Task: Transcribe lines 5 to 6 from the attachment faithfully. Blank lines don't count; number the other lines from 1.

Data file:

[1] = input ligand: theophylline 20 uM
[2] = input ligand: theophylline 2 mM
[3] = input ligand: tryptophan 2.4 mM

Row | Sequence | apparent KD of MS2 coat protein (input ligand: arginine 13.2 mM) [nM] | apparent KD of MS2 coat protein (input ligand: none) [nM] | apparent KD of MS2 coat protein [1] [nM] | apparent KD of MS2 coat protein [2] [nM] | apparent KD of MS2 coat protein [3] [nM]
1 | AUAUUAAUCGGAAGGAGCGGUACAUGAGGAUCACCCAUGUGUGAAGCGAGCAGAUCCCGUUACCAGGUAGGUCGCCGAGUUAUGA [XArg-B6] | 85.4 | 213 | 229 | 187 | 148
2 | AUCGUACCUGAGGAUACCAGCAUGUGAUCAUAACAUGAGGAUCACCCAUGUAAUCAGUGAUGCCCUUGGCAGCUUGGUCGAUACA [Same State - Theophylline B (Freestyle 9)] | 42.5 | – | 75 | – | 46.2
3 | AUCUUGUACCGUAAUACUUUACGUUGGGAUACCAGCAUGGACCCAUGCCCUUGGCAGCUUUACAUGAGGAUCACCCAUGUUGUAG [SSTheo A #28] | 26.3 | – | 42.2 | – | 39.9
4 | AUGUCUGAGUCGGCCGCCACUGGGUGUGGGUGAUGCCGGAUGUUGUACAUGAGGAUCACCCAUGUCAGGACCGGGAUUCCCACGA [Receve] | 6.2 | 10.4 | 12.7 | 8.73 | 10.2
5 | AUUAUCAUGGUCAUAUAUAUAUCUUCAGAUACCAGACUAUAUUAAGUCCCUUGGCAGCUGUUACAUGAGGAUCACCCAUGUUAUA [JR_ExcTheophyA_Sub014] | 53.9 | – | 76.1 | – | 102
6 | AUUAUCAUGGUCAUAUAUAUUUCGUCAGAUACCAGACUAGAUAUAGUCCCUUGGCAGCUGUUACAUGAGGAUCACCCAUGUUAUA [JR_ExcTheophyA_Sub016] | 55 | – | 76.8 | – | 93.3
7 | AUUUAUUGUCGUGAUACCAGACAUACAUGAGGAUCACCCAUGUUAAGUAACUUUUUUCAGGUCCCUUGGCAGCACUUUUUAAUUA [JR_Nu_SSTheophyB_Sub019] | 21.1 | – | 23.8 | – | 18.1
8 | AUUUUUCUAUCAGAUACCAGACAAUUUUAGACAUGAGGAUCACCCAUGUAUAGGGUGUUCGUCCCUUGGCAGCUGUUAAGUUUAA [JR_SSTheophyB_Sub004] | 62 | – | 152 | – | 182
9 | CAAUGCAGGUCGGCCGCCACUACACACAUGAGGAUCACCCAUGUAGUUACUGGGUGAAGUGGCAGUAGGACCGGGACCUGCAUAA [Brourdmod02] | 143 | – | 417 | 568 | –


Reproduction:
1 | AUAUUAAUCGGAAGGAGCGGUACAUGAGGAUCACCCAUGUGUGAAGCGAGCAGAUCCCGUUACCAGGUAGGUCGCCGAGUUAUGA [XArg-B6] | 85.4 | 213 | 229 | 187 | 148
2 | AUCGUACCUGAGGAUACCAGCAUGUGAUCAUAACAUGAGGAUCACCCAUGUAAUCAGUGAUGCCCUUGGCAGCUUGGUCGAUACA [Same State - Theophylline B (Freestyle 9)] | 42.5 | – | 75 | – | 46.2